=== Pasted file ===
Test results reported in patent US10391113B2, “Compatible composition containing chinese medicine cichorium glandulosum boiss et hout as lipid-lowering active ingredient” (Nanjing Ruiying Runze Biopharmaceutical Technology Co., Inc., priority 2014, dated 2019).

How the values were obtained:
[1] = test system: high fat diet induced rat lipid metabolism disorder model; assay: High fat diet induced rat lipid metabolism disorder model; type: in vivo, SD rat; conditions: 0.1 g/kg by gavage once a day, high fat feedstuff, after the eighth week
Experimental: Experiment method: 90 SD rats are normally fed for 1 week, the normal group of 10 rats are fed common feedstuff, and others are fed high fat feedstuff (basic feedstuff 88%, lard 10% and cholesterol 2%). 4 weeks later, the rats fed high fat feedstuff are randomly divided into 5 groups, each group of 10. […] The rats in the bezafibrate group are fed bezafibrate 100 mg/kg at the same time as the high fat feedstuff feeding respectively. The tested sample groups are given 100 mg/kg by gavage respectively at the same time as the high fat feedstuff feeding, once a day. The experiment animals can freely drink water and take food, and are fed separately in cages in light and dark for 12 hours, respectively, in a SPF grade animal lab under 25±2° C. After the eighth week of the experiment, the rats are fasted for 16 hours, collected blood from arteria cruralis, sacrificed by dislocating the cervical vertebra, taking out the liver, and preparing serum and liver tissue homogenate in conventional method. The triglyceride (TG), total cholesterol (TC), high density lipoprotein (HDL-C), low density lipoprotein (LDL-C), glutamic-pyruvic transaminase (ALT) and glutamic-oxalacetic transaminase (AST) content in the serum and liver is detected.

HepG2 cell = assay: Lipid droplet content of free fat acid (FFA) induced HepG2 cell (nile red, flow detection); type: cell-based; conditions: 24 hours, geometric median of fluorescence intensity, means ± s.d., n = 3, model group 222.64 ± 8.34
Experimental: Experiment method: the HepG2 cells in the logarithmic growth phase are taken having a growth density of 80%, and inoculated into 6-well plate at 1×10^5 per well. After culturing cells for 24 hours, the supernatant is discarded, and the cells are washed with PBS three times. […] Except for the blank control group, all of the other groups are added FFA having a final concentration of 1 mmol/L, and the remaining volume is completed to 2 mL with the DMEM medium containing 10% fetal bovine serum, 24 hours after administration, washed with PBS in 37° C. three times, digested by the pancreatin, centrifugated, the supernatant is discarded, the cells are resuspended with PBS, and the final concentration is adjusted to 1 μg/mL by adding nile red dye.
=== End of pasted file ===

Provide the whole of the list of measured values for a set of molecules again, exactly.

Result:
Test results reported in patent US10391113B2, “Compatible composition containing chinese medicine cichorium glandulosum boiss et hout as lipid-lowering active ingredient” (Nanjing Ruiying Runze Biopharmaceutical Technology Co., Inc., priority 2014, dated 2019).

How the values were obtained:
[1] = test system: high fat diet induced rat lipid metabolism disorder model; assay: High fat diet induced rat lipid metabolism disorder model; type: in vivo, SD rat; conditions: 0.1 g/kg by gavage once a day, high fat feedstuff, after the eighth week
Experimental: Experiment method: 90 SD rats are normally fed for 1 week, the normal group of 10 rats are fed common feedstuff, and others are fed high fat feedstuff (basic feedstuff 88%, lard 10% and cholesterol 2%). 4 weeks later, the rats fed high fat feedstuff are randomly divided into 5 groups, each group of 10. […] The rats in the bezafibrate group are fed bezafibrate 100 mg/kg at the same time as the high fat feedstuff feeding respectively. The tested sample groups are given 100 mg/kg by gavage respectively at the same time as the high fat feedstuff feeding, once a day. The experiment animals can freely drink water and take food, and are fed separately in cages in light and dark for 12 hours, respectively, in a SPF grade animal lab under 25±2° C. After the eighth week of the experiment, the rats are fasted for 16 hours, collected blood from arteria cruralis, sacrificed by dislocating the cervical vertebra, taking out the liver, and preparing serum and liver tissue homogenate in conventional method. The triglyceride (TG), total cholesterol (TC), high density lipoprotein (HDL-C), low density lipoprotein (LDL-C), glutamic-pyruvic transaminase (ALT) and glutamic-oxalacetic transaminase (AST) content in the serum and liver is detected.

HepG2 cell = assay: Lipid droplet content of free fat acid (FFA) induced HepG2 cell (nile red, flow detection); type: cell-based; conditions: 24 hours, geometric median of fluorescence intensity, means ± s.d., n = 3, model group 222.64 ± 8.34
Experimental: Experiment method: the HepG2 cells in the logarithmic growth phase are taken having a growth density of 80%, and inoculated into 6-well plate at 1×10^5 per well. After culturing cells for 24 hours, the supernatant is discarded, and the cells are washed with PBS three times. […] Except for the blank control group, all of the other groups are added FFA having a final concentration of 1 mmol/L, and the remaining volume is completed to 2 mL with the DMEM medium containing 10% fetal bovine serum, 24 hours after administration, washed with PBS in 37° C. three times, digested by the pancreatin, centrifugated, the supernatant is discarded, the cells are resuspended with PBS, and the final concentration is adjusted to 1 μg/mL by adding nile red dye.